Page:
Howe’s Friday 5: Patrick McCaffery, NFL Draft, B1G Bowl Projections
IOWA CITY, Iowa – Full steam ahead toward Thanksgiving with Hawkeye sports in full gear. Have your schedules handy.
The football team wraps up its regular season with a home finale Saturday against Illinois and a Black Friday road trip to Nebraska one week from today. The men’s basketball team is heading to Las Vegas for Turkey Day, while the women will be in Puerto Rico. Wrestling travels to Iowa State on Sunday.
We have plenty to talk about in this week’s 5:
5. Real life issues have a way of putting sports in perspective, and we learned that again last week. Iowa freshman forward Patrick McCaffery has been sidelined indefinitely with health issues related to the cancer he beat five years ago. Fortunately, the disease has not returned and the latest complications aren’t life threatening.
The son of Hawkeye head coach Fran McCaffery has struggled with residual effects from the thyroid cancer. He missed time, periodically, for similar setbacks while playing at Iowa City West High.
There’s a constant challenge of balancing the necessary medications with training needed for high level athletics. It’s a unique situation.
“There’s not many test cases of it. But when you go through what his body went through — you talk about his weight, you talk about his energy level, you talk about his sleeping, his eating, his digestive system, it’s completely different than what anybody else goes through, and it takes a huge toll when you are going against the athletes the caliber of the guys he’s going against right now,” Fran McCaffery said on Wednesday.
“So it’s been a huge adjustment for him physically and obviously mentally, as well, as a result of that. He’s doing the best he can, and we’re working with our medical staff and our nutrition folks to try to help him.”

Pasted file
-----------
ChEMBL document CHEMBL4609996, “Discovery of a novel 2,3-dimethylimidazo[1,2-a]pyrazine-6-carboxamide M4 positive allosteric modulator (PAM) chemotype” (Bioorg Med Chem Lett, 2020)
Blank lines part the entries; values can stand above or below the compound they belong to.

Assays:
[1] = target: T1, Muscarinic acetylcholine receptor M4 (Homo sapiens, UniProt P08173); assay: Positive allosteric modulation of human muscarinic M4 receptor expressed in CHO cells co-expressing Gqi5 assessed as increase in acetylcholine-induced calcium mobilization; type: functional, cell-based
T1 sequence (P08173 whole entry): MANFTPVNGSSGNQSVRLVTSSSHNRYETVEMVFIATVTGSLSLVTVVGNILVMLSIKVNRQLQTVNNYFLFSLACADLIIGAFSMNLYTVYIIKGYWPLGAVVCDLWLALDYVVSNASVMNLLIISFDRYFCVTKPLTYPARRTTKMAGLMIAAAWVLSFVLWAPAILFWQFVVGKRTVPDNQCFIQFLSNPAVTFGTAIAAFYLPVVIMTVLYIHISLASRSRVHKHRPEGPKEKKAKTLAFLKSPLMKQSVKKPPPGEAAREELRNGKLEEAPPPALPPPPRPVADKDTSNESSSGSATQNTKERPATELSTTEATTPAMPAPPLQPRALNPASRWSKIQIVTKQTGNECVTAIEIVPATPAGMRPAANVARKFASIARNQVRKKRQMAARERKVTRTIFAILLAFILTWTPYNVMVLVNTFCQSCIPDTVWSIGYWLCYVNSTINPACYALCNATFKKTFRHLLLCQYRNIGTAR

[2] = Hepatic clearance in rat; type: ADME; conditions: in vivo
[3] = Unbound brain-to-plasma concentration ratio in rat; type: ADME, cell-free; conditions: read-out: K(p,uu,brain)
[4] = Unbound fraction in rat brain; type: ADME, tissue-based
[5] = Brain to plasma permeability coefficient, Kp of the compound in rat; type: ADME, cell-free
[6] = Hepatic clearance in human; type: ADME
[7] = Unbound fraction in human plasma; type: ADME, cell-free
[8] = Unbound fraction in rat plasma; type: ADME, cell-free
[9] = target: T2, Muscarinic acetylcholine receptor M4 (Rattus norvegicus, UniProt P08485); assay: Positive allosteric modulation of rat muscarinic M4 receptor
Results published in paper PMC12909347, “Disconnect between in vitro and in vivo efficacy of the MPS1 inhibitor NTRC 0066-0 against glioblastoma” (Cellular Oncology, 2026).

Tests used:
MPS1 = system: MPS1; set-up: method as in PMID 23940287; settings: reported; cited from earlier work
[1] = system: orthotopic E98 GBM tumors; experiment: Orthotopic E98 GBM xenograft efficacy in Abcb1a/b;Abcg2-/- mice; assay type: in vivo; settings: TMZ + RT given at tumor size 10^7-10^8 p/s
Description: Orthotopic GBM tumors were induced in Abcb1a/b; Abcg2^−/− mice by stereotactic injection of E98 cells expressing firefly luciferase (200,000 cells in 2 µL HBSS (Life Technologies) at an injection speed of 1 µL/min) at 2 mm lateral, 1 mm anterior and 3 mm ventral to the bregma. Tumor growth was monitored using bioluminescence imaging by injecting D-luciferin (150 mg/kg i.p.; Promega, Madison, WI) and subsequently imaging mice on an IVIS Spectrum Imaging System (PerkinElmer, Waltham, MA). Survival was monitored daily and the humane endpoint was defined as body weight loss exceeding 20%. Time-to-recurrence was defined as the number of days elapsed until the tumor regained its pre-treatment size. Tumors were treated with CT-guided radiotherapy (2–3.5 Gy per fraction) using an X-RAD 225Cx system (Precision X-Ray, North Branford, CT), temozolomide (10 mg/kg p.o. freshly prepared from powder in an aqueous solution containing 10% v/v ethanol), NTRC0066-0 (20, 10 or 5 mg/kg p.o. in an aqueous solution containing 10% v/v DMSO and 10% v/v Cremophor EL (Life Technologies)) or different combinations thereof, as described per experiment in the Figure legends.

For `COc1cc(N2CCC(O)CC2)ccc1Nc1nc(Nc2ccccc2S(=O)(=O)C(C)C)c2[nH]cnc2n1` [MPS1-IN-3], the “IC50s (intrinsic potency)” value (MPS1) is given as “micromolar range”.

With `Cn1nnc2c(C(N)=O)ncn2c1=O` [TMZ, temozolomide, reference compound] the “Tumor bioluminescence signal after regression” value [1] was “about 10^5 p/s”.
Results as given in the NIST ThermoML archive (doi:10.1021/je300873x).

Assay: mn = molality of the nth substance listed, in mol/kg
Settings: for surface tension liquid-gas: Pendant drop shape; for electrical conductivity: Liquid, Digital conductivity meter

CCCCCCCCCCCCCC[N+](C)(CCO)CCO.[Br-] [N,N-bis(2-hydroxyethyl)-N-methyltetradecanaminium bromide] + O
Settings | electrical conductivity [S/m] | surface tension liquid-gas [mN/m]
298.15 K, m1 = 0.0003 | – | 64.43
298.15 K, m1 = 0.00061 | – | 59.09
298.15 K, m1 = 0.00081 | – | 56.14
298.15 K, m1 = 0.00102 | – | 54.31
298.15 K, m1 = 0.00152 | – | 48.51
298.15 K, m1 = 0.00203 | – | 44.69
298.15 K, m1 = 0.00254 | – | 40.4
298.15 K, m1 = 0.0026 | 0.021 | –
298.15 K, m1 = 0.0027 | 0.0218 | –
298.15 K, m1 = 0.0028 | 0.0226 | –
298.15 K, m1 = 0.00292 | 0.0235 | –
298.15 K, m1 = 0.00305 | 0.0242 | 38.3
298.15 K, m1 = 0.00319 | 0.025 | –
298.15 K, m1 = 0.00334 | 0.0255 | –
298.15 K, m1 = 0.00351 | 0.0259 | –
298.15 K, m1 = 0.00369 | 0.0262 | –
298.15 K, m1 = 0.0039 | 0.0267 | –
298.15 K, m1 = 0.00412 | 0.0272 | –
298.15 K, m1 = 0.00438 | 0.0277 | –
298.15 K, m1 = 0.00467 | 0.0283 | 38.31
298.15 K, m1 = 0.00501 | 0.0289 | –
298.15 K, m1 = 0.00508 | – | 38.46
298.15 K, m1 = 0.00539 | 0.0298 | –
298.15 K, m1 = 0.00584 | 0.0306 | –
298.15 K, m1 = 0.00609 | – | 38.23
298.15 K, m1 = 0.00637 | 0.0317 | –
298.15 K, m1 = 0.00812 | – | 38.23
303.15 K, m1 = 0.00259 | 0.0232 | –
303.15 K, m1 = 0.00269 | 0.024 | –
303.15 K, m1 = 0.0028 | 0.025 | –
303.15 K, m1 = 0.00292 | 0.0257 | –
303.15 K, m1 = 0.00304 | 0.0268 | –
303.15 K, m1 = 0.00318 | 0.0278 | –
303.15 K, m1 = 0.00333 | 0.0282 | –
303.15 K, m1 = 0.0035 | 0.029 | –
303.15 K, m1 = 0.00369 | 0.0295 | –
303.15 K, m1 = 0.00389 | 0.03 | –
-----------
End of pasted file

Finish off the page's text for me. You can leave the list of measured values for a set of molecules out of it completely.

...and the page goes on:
That weighs on a coach, especially when he’s a father. And then there’s Patrick’s brother, starting point guard Connor McCaffery, trying to compete while watching his younger brother suffer without playing the sport they both love.
Patrick could come back this season if the medical staff and nutritionists can get him on track. He could red shirt. Time will tell.
He is practicing. That’s a good sign. Here’s hoping things continue trending in the right direction.
4. Kirk Ferentz requested this week that we in the media not ask any of his underclassmen for their thoughts on leaving early for the NFL until after the regular season. Iowa’s coach wants them focusing on winning out.
That’s reasonable. It’s only another week. And the players likely agree with the approach.
The timing makes sense, too. We don’t interview A.J. Epenesa and Tristan Wirfs during regular Tuesday media availability because they have class. That changes this coming week. Students are out for Thanksgiving break, therefore making Iowa’s top juniors available for questions.
Mock Drafts are what they are, non-NFL player personnel people making educated guesses on what teams will do. They’re not very accurate.
Underclassmen do receive thorough feedback from the NFL advisory board before needing to make their final decision in January. And other factors play a role in determining whether to stay or go.
I think Epenesa and Wirfs leave with the thought that they’ve proven enough in college. Sure, they could improve by coming back, but an athlete’s window for making NFL money is small and injuries a strong possibility, just ask Alabama quarterback Tua Tagovailoa, who suffered a season-ending hip injury last week that could change his draft stock depending on recovery.
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Four Iowa juniors left early after last season. Tight ends T.J. Hockenson and Noah Fant were chosen among the Top 20 picks. Amani Hooker and Anthony Nelson were selected in the fourth round, and both are seeing snaps as rookies.